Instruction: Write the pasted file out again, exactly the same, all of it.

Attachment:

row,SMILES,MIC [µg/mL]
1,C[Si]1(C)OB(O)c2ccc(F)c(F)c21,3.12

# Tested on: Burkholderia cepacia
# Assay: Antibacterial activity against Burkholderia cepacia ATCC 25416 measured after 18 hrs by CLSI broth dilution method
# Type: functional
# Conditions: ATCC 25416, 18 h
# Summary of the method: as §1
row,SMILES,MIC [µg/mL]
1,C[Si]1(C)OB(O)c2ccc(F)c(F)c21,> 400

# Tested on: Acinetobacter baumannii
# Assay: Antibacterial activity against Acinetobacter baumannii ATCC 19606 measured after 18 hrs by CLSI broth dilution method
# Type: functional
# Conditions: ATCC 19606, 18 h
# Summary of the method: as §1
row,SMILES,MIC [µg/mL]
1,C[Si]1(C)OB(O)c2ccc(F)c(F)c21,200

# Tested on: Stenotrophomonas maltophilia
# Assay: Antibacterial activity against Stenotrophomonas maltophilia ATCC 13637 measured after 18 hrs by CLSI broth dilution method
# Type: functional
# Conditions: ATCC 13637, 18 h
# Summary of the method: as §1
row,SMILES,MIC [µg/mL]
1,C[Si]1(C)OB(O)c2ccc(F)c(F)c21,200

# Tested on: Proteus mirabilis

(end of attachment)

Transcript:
row,SMILES,MIC [µg/mL]
1,C[Si]1(C)OB(O)c2ccc(F)c(F)c21,3.12

# Tested on: Burkholderia cepacia
# Assay: Antibacterial activity against Burkholderia cepacia ATCC 25416 measured after 18 hrs by CLSI broth dilution method
# Type: functional
# Conditions: ATCC 25416, 18 h
# Summary of the method: as §1
row,SMILES,MIC [µg/mL]
1,C[Si]1(C)OB(O)c2ccc(F)c(F)c21,> 400

# Tested on: Acinetobacter baumannii
# Assay: Antibacterial activity against Acinetobacter baumannii ATCC 19606 measured after 18 hrs by CLSI broth dilution method
# Type: functional
# Conditions: ATCC 19606, 18 h
# Summary of the method: as §1
row,SMILES,MIC [µg/mL]
1,C[Si]1(C)OB(O)c2ccc(F)c(F)c21,200

# Tested on: Stenotrophomonas maltophilia
# Assay: Antibacterial activity against Stenotrophomonas maltophilia ATCC 13637 measured after 18 hrs by CLSI broth dilution method
# Type: functional
# Conditions: ATCC 13637, 18 h
# Summary of the method: as §1
row,SMILES,MIC [µg/mL]
1,C[Si]1(C)OB(O)c2ccc(F)c(F)c21,200

# Tested on: Proteus mirabilis